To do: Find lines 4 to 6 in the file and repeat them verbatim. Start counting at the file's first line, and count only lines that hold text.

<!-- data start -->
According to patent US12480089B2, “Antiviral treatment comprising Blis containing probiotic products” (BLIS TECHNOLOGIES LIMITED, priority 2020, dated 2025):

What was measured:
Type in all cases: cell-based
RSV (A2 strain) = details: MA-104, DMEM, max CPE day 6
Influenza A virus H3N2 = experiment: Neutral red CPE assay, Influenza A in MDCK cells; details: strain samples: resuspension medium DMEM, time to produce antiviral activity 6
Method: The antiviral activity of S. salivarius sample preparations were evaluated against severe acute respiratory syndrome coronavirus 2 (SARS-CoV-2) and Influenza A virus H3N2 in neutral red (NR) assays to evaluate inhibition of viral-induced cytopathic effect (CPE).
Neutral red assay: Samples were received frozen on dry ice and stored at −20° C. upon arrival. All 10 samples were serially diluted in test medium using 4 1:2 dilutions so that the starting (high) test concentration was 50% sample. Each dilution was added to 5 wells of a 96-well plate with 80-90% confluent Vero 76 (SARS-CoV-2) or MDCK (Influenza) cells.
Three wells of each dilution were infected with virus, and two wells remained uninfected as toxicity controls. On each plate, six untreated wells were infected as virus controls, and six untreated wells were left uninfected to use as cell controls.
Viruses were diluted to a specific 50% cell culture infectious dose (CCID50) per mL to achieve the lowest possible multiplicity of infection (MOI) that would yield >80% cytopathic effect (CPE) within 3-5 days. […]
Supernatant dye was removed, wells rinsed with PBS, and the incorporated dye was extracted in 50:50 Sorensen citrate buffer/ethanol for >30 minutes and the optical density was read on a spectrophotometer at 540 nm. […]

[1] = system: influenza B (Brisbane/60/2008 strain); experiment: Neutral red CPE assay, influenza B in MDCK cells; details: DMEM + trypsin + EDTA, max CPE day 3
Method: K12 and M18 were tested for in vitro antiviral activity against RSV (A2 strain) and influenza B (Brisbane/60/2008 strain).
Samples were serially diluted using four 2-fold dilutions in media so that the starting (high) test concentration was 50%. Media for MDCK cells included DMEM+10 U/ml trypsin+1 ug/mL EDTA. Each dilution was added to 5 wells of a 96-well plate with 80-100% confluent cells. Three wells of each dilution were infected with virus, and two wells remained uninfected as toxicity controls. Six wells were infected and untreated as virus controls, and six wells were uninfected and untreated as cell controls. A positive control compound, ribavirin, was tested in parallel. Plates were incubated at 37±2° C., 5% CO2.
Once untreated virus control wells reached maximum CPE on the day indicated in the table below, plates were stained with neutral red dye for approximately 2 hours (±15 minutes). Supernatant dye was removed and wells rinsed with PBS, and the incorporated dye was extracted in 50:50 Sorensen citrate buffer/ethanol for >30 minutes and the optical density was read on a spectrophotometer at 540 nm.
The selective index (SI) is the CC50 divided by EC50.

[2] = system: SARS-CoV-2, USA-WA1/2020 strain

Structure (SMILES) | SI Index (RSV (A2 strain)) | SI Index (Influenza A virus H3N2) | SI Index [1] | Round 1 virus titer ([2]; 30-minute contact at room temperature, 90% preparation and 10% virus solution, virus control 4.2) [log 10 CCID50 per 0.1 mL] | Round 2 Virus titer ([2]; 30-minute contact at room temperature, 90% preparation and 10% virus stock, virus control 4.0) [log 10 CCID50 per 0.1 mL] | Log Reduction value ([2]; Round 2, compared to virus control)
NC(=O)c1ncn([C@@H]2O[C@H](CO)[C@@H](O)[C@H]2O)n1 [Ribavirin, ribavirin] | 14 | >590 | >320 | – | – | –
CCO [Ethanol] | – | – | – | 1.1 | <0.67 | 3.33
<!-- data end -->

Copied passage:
RSV (A2 strain) = details: MA-104, DMEM, max CPE day 6
Influenza A virus H3N2 = experiment: Neutral red CPE assay, Influenza A in MDCK cells; details: strain samples: resuspension medium DMEM, time to produce antiviral activity 6
Method: The antiviral activity of S. salivarius sample preparations were evaluated against severe acute respiratory syndrome coronavirus 2 (SARS-CoV-2) and Influenza A virus H3N2 in neutral red (NR) assays to evaluate inhibition of viral-induced cytopathic effect (CPE).